The Japan Society of Applied Physics

Academic Roadmap


Chair of the Future Vision Reviewing Working Group
Yasuhiko Arakawa (The University of Tokyo)

Applied physics is a state-of-the-art academic research area based on the fusion and appliance of fundamental physical theories with related fields such as electronics, chemistry and materials science. Specifically, and with a main focus on electronics, applied physics has contributed to the strengthening of the economic competitiveness of industry in our country by resolving many technology related industrial issues.

The future evolution of applied physics will herald the development of new research areas, sow the seeds for further industrial advances, and stimulate the young minds that will inherit and lead the field in the next generation. To realize this, it is first necessary to clarify a future vision of applied physics (and related fields) and outline the direction of subsequent research whilst considering the needs of future society.

The Japan Society of Applied Physics (JSAP) has been formulating such a vision, and drawing up an academic roadmap of applied-physics-related fields, since 2006. Whilst applied physics researchers play their roles on the basis of their individual vision, philosophy, and sense of originality, a common goal is necessary to maximize the social significance of their total research output. Therefore it is crucial to integrate, review and direct the visions of each researcher within the framework of a process to achieve such a common goal. This is where the academic roadmap comes in, as it will help to develop new integrated fields, encourage researchers to pull together, and in turn facilitate the introduction of academic-based innovation into society.

In October 2006, a Future Vision Reviewing Working Group (WG) was established within the Future Planning Committee of JSAP. The WG discussed the future of applied physics research, and clarified the ideal role that it should play in the future. As a result, the "Academic roadmap in the field of Applied Physics" (first edition), covering 19 technology fields, was published in March 2008. The enthusiasm of leading researchers in each field (totaling more than 300 persons) has led to the priceless outcome of providing strategy, vision, and guidance for the future of applied physics.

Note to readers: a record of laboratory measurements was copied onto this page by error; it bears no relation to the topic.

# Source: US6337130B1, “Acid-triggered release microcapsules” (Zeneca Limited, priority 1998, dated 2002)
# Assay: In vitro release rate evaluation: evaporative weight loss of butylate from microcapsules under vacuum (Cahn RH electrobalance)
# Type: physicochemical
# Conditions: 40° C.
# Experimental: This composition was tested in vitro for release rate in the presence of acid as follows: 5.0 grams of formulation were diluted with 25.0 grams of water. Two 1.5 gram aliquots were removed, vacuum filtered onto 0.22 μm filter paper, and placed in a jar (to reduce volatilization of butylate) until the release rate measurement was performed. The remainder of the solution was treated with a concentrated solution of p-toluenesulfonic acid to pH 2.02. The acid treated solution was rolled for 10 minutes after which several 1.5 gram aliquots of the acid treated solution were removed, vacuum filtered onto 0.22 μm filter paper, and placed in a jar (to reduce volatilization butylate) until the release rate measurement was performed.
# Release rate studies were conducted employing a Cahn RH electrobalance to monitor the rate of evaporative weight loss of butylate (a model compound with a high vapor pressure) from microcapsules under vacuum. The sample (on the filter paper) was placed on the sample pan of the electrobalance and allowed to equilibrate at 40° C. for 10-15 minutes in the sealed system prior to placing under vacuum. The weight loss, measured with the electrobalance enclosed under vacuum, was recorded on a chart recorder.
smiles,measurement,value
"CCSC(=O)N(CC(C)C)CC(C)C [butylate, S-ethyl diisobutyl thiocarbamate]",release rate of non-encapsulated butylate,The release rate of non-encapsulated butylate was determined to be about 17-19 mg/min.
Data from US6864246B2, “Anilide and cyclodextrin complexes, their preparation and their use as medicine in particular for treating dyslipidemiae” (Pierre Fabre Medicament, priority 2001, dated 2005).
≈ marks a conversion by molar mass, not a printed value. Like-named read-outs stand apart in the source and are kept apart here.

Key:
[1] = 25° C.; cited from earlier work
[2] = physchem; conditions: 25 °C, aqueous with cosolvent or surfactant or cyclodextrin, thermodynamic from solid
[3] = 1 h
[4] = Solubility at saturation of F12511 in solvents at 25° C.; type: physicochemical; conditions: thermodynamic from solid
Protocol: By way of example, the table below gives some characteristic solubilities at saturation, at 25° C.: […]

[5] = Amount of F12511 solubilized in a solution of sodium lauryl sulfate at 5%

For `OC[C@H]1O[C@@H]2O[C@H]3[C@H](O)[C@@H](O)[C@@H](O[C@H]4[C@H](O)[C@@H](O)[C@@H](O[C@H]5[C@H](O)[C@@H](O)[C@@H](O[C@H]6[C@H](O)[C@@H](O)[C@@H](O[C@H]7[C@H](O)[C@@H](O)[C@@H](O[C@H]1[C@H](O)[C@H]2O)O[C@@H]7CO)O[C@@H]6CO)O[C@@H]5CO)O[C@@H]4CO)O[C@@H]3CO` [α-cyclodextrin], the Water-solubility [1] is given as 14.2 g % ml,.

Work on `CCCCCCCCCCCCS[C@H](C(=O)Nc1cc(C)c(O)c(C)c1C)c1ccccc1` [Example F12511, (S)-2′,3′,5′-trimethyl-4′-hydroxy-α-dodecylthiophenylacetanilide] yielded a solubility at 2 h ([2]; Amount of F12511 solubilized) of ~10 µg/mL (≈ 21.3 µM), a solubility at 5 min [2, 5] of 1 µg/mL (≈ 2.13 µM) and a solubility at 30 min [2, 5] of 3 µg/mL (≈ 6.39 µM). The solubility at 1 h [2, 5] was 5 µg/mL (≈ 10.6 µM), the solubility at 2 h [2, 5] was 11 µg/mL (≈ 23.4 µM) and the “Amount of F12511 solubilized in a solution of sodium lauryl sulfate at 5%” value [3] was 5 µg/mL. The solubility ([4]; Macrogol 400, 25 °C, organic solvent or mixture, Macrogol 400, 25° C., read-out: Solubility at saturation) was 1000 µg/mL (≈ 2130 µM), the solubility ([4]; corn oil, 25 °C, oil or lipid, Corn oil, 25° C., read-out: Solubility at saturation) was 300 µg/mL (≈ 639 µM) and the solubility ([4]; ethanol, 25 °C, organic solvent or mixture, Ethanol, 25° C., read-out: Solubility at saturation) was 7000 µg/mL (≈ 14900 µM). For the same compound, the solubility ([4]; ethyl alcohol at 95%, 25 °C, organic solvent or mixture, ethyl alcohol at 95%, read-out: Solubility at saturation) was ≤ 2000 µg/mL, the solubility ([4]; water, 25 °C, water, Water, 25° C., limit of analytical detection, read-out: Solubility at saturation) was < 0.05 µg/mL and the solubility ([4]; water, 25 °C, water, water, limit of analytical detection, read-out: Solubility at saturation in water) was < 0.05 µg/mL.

A revised version of the roadmap, which had meanwhile been discussed at several occasions such as the JSAP annual meetings, was published in March 2011. "Integrated future vision roadmaps", encompassing the integration of technologies related to the environment and energy (as well as others), were included in the revised edition. It is anticipated that the successful navigation of these integrated roadmaps will enable us to overcome the boundaries of existing disciplines. The revised roadmap has since been publicized widely through the cooperation of large-scale exhibitions, such as C-Tech.

In order to effectively shape the future, it is important to understand the flow of great achievements and developments that have shaped the past. To that end, a "development history map of applied physics" has been drawn up and added to the roadmap. Although performing a thorough historical appraisal of past achievements is difficult, we believe that a complete and objective map has been created. This is critical for garnering a deeper understanding, and really emphasizes the context of the future academic roadmap.

Of course, the academic roadmap will be continually revised to reflect the dynamic development of science in the future. Thus, it will be possible for everyone to always share and have input towards this vision. I sincerely hope, and expect, that the future vision academic roadmap will contribute to the development of society itself.

Finally, I deeply appreciate the efforts of those who were in charge of developing the road map in each field, and I would like to express my gratitude to all the related personnel of the Ministry of Economy, Trade and Industry and the secretariats of the society.

Element technology clusters of applied physics